I wouldn't characterize "Behind the Curve" as a great summer read. But how could I ignore this book by Reed College professor Joshua P. Howe, which takes a hard look at the scientific study of global climate change and how the phenomenon has been variously interpreted, ignored and embraced by policy makers at various levels over the last half century?
The book opens with a daunting list of abbreviations - you'll recognize IMF, perhaps, and USIA - but what about ECOSOC, UNFCCC, USACDA and the like? Familiarize yourself with these - in chapter after chapter, you'll be wading through this alphabet soup.
Howe begins his narrative with a discussion of the Keeling Curve, the measurement begun in 1958 and recorded every month since then of the concentration of carbon dioxide in the atmosphere. The line on the graph has shot steeply upward, increasing by 40 percent - with the CO2 measurement in April of this year rising to over 400 parts per million, the first time in human history that it has ever been this high.
The book points out that 50-plus years of scientific research have accompanied these measurements and anticipated the impacts of the rise in human-produced greenhouse gases - phenomena such as extreme weather, vanishing glaciers, and sea level rise. But incredibly, even as the predicted scenarios have begun to manifest in catastrophic form (recent events in the United States alone include massive hurricanes, tornado outbreaks, epic droughts and unseasonal flooding), the political will to address the problem has not been mustered.
Howe believes that the nature of scientific inquiry, which values skepticism and challenges, has in some ways contributed to the lack of decisive action. Special interest groups and their well-bankrolled media outlets and political allies have seized upon relatively minor points of dissension among scientists and cynically tried to spin that in a way to cast doubt upon the veracity of the climate change problem.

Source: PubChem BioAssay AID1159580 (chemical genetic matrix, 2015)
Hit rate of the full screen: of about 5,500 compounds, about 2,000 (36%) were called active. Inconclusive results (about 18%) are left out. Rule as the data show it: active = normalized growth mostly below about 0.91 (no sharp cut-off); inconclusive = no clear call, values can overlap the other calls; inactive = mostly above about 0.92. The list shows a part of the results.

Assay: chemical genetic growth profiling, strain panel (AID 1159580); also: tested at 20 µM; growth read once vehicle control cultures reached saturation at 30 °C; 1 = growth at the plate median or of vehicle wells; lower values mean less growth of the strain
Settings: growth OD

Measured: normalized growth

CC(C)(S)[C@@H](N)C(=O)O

But the human costs of inaction have been enormous - we are indeed behind the curve.
This book details how climate science has been funded and prosecuted since the Cold War era, how it has interfaced with politics, economic concerns and environmental movements both domestically and internationally, and how that context has limited efforts to create meaningful change.
As astute as Howe's analysis is, his book in some ways becomes another cog in the problematic machine. It shines the spotlight on a complex problem, but doesn't really make a difficult topic more accessible to the average reader.
The epilogue provides some glimmers of hope. While international organizations and the feds seem to dither and bicker, there is energetic political advocacy taking place at local and regional levels. (In our state, Governor Jay Inslee formed a carbon emissions reduction task force this spring, and earlier this week entered into a partnership with United Kingdom energy officials to work together on market-based solutions to tackle climate change.)
Will efforts at this scale succeed in putting us ahead of the curve? That remains to be seen.
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"Behind the Curve," Joshua P. Howe